Correctional systems around the world deal with the reality of drugs in prisons. Canada is no different. Three out of four inmates come into Canada's federal correctional institutions with substance abuse problems. For approximately half of federal offenders, there is a direct link between their substance use and criminal behaviour. Drugs in prisons are also a great concern because they lead to criminal activity in jail, violence and the transmission of disease. They also make rehabilitation efforts less effective.
Canada's correctional institutions are therefore working to address the problem of substance abuse through three main activities:
- Security measures to prevent drugs from being smuggled into the institution.
- Substance Abuse programs to help inmates address their substance use and risk of reoffending.
- Harm reduction measures to help stop the spread of disease related to substance abuse.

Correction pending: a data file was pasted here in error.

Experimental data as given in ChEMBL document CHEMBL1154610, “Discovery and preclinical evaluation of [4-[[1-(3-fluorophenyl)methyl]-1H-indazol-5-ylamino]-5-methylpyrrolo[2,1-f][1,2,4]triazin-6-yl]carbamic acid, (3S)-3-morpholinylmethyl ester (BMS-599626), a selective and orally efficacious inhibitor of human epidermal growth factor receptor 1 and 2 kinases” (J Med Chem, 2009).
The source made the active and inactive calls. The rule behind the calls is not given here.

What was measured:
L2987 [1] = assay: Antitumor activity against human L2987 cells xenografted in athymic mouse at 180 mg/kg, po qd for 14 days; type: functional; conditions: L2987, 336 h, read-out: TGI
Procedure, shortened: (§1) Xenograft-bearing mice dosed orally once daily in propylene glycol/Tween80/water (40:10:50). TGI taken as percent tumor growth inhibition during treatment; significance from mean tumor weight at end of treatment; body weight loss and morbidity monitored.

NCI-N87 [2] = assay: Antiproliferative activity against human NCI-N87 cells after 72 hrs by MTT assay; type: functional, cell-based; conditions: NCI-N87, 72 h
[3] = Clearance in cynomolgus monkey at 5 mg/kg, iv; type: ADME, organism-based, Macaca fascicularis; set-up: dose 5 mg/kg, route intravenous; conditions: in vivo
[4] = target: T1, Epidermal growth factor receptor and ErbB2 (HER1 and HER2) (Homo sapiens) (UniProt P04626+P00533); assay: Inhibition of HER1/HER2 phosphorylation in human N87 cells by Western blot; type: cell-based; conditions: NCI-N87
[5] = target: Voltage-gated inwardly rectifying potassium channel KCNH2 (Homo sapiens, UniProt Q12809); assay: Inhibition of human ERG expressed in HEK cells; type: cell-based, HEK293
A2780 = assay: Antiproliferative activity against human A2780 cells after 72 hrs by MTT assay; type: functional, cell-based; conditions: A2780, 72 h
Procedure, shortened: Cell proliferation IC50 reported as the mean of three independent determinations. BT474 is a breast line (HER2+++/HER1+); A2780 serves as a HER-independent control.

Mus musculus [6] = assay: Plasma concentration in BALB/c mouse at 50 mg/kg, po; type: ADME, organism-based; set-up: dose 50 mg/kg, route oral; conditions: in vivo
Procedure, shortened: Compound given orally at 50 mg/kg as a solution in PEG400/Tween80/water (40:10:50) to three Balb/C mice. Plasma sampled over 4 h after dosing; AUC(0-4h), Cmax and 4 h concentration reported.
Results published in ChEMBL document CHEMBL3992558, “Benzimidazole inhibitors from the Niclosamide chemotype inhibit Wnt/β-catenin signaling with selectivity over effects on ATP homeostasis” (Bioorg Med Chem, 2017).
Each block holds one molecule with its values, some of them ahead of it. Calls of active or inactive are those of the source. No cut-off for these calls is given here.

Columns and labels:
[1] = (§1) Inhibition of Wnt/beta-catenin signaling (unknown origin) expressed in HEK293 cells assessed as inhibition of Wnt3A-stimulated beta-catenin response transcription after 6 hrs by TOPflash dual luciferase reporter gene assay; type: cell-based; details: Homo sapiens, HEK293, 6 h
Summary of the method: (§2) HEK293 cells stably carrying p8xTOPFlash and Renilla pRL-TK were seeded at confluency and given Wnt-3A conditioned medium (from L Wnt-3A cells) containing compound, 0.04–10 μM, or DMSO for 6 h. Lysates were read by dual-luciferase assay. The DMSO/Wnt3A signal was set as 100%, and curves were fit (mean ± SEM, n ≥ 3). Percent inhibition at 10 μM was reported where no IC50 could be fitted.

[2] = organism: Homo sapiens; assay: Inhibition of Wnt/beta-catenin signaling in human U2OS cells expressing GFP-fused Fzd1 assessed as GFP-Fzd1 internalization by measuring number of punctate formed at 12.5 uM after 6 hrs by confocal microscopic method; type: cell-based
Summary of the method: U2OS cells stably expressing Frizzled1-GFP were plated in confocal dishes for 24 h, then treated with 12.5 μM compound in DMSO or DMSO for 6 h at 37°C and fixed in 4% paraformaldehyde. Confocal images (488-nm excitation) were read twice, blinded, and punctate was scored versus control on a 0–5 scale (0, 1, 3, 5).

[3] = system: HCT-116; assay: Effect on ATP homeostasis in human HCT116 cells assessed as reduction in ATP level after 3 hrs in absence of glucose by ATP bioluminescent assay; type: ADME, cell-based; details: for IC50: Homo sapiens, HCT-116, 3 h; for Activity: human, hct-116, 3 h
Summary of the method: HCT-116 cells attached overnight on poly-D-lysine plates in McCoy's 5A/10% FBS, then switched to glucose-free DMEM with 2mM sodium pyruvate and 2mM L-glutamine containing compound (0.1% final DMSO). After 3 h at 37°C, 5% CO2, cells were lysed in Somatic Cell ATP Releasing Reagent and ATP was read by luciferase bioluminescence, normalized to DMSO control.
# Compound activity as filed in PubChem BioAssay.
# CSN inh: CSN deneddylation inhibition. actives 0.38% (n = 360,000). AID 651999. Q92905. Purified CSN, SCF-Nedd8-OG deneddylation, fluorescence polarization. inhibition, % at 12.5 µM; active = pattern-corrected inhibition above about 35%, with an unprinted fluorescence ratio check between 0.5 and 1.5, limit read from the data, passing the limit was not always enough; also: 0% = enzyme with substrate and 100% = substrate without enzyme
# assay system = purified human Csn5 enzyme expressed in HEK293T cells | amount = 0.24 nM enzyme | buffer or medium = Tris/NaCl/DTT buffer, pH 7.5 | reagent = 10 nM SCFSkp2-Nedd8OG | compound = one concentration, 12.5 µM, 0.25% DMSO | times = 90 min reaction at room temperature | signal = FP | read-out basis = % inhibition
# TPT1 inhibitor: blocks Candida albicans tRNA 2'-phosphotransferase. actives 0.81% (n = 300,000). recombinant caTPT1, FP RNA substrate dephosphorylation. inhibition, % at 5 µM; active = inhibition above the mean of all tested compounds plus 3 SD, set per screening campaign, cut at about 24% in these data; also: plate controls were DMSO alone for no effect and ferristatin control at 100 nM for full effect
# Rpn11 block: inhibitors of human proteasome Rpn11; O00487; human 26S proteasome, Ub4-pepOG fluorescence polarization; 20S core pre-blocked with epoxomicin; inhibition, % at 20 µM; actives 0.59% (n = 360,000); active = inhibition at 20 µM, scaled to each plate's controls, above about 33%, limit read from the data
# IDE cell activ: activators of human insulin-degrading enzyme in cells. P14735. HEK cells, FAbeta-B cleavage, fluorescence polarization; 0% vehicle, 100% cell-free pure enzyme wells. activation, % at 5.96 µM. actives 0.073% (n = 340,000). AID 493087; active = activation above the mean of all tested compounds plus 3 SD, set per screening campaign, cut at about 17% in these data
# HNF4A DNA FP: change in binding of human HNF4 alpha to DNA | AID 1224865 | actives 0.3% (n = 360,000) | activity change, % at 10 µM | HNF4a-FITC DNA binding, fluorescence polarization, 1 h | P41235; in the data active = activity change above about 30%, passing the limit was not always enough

Corrections News Releases
University of Regina project to address over-representation of Indigenous people in corrections
September 6, 2019
Government appoints expert Advisory Panel to monitor new correctional system
September 6, 2019
Statement from Minister Goodale on the passage of Bill C-83 to strengthen federal corrections and keep communities safe
June 21, 2019
- More Corrections News Releases
Corrections Publications and Reports
- National Victims Roundtable on the Right to Protection in Federal Corrections and Conditional Release
- 2018 Corrections and Conditional Release Statistical Overview
- 2017 Corrections and Conditional Release Statistical Overview
- Research Summary: A Meta-analysis of the Effectiveness of Culturally-relevant Treatment for Indigenous Offenders
- How to best predict sexual reoffending among sex offenders
- More Corrections Publications and Reports
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